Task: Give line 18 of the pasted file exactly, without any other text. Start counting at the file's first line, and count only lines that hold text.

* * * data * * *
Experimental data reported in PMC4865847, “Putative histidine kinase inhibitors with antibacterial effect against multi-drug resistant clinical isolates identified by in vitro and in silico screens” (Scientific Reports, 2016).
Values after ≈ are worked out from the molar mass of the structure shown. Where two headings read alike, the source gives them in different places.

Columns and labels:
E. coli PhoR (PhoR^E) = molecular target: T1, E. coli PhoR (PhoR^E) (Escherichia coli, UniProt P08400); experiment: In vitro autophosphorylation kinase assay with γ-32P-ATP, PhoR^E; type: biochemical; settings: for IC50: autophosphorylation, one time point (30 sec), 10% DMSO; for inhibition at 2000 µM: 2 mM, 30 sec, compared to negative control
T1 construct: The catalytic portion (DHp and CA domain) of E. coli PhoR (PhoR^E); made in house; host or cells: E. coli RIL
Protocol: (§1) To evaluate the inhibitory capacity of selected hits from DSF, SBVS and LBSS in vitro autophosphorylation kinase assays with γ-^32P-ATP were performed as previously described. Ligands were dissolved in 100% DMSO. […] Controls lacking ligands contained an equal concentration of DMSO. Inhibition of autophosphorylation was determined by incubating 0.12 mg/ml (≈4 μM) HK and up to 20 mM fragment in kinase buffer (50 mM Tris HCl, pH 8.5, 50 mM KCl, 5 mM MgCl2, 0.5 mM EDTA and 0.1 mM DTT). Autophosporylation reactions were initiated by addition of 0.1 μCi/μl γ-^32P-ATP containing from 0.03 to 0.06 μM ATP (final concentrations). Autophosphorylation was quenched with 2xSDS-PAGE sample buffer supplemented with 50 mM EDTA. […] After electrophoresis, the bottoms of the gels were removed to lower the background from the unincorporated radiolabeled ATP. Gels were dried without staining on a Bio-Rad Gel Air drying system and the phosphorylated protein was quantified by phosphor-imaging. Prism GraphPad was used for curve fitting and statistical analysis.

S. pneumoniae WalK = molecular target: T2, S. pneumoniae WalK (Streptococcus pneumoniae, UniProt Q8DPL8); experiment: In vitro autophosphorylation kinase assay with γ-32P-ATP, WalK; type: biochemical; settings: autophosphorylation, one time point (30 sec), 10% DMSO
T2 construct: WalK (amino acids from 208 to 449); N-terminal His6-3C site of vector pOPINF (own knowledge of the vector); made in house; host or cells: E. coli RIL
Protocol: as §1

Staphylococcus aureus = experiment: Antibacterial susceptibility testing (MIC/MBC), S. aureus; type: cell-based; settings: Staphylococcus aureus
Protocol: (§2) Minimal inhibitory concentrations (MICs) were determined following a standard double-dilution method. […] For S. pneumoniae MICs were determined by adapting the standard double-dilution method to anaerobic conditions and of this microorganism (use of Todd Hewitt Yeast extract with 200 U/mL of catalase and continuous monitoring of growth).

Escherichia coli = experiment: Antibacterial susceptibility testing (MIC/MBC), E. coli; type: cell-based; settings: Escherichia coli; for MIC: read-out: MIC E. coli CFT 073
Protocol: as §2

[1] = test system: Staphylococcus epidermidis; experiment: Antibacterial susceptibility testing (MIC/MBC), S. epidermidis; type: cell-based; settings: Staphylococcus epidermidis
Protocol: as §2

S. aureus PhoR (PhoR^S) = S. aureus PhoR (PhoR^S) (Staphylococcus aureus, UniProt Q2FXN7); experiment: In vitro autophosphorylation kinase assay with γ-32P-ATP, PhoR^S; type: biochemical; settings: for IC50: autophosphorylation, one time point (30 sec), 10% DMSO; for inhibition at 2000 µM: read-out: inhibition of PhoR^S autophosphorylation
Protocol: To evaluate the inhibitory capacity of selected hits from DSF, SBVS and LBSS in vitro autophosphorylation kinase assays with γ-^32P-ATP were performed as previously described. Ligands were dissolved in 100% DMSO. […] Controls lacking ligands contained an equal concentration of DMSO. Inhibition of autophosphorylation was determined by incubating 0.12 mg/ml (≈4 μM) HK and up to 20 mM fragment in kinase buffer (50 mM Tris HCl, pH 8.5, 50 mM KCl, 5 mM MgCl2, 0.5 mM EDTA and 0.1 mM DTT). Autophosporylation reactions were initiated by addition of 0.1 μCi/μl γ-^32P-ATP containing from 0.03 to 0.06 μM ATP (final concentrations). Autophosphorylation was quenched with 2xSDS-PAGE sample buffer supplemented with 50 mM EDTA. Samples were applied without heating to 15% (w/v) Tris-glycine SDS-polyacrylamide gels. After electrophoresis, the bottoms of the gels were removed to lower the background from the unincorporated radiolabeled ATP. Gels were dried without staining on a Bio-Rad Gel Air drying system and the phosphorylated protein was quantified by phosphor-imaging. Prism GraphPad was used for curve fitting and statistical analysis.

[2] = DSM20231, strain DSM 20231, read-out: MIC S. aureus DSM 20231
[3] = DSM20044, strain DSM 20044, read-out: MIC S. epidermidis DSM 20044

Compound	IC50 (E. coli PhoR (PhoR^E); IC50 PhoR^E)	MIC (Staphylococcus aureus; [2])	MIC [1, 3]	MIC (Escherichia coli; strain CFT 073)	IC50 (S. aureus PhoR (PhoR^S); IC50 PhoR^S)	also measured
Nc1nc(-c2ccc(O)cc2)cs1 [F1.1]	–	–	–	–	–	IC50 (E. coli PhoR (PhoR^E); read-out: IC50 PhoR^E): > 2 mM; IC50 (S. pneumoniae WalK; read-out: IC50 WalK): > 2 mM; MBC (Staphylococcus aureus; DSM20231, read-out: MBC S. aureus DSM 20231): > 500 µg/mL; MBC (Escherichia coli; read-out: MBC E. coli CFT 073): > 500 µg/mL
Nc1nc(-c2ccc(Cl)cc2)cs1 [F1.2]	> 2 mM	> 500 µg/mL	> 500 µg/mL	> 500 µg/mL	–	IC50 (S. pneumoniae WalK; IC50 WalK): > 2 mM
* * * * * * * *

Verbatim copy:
[2] = DSM20231, strain DSM 20231, read-out: MIC S. aureus DSM 20231